Tire industry unit demand growth has been painfully slow in a strong economy, and we fear this is a new normal. We are not presenting a doomsday scenario here. Rather, we want industry participants to set realistic expectations, and understand the growth challenges of the industry based on Longbow Research analytics and through our interactions with Wall Street investors and U.S. tire industry participants. We all want to see the industry overachieve vs. overpromise, but unfortunately, there has been too much of the latter recently. With that said, let’s get real…
Over the past 18 months, U.S. total industry shipments are down 1.6% vs. the trailing 18-month period, led by a 2.2% decline in consumer shipments, according to U.S. Tire Manufacturers Association (USTMA) data. Positively, truck and bus radial (TBR) tires grew 5.4%, and we have observed 4% TBR sell-out growth in recent survey work. However, consumer replacement shipments are down 1.8% during this same timeframe, and we have seen flat to slightly negative sell-out in recent surveys. The consumer data has many people in the industry and investment community scratching their heads wondering how demand can be so weak when gas prices remain relatively low nationwide, miles driven is positive 1% CAGR, average vehicle age has grown to 12 years which aids the replacement cycle, GDP growth is 3%, tax cuts are boosting consumer spending and business investments are higher. In our view, the answer is simple: manufacturers are producing better tires as consumers desire longevity due to cost concerns.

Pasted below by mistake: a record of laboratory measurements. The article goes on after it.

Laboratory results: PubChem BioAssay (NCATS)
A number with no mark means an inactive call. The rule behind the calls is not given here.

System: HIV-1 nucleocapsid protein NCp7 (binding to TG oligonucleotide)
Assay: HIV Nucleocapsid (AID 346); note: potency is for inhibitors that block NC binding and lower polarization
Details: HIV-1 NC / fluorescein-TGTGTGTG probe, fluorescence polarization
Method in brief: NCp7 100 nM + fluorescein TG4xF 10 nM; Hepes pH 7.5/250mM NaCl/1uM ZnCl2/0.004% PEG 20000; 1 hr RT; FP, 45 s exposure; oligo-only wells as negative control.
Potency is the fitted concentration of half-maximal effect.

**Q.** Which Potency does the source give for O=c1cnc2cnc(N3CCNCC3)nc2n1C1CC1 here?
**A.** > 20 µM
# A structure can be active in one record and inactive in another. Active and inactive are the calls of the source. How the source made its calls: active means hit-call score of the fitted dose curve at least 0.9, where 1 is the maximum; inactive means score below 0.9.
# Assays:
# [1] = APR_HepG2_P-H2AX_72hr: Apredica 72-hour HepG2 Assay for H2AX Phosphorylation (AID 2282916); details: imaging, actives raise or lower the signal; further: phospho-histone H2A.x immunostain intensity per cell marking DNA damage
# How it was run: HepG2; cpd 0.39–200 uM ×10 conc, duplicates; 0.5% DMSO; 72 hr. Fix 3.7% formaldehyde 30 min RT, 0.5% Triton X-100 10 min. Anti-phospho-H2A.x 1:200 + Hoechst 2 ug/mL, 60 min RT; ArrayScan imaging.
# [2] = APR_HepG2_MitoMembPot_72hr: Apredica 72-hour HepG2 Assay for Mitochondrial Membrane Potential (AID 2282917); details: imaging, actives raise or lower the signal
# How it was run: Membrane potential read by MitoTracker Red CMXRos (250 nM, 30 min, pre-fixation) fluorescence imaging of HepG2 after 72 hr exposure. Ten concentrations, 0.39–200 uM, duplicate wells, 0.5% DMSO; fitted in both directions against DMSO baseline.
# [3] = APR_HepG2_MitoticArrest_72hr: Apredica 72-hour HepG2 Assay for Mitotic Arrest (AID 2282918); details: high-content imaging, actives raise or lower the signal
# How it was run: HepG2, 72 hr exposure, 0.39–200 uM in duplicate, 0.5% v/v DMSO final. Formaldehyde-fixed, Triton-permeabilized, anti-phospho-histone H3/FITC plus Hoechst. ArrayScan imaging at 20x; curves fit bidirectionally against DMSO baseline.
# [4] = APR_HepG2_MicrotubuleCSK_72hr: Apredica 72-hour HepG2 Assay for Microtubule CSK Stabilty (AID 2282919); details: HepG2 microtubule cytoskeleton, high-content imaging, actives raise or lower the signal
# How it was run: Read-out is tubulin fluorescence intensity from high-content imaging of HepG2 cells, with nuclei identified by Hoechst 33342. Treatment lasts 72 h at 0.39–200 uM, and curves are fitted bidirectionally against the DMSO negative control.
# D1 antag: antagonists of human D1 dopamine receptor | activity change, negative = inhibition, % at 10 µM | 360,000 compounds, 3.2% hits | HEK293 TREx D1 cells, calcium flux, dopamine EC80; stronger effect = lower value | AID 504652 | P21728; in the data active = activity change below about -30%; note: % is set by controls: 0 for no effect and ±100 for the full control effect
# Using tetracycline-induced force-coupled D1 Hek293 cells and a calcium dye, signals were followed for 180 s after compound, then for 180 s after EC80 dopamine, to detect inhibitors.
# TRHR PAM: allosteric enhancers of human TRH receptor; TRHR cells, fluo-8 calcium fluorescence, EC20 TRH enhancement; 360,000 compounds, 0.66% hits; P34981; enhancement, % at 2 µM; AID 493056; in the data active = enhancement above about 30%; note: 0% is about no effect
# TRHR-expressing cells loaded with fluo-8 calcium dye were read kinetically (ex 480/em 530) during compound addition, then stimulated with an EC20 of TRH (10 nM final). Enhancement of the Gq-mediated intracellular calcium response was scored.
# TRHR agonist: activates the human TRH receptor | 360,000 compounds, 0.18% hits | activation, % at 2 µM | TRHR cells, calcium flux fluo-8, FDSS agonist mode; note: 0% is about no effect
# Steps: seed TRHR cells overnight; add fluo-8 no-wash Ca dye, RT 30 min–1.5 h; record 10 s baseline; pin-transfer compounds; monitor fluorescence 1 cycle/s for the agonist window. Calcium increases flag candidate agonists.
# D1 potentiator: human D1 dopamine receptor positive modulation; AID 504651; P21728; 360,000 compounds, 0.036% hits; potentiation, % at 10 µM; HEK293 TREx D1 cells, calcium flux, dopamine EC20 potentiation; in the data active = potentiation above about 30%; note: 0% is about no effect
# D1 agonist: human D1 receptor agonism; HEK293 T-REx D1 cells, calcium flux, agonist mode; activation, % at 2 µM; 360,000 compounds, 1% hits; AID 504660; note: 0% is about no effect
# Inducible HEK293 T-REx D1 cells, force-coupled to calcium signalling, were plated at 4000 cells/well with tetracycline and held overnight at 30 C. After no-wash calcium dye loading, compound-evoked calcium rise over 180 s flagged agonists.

I personally would not feel safe driving my family around on a set of tires that has 50,000 miles or more traveled, but the reality is passenger vehicle tires are being advertised with warranties up to 90,000 miles. Product quality, durability and strength have improved and the consumer is benefiting as only three to four sets of tires will be needed over the life of a vehicle. For example, last year Michelin introduced the Defender for passenger vehicles at a starting MSRP of $115, featuring an 80,000-mile warranty that boasts an advanced-generation tread compound that is said to make it the longest-lasting tire among leading competitors. When we look far into the future, about 20 years out, conceptual products include tire-wheel combinations that may never have to be replaced. Talk about shooting yourself in the foot! But, don’t worry dealer, these concept products may require retreading, which is an opportunity for service on a product we view as niche/low penetration anyways. We have seen aggressive tire warranties for years, but we know engineering and material science advancements are extending the practical wear-life of each unit, and this is having severe consequences impeding the industry’s ability to grow. Also, the TREAD Act standardized tire pressure monitoring systems (TPMS) in 2008 on newer passenger vehicles. The proliferation of TPMS technology surely improves consumer awareness of tire pressure, which if kept at optimal levels, extends the life of a tire in addition to other benefits. Overall, we view these developments as net negative to U.S. tire industry unit forecasts.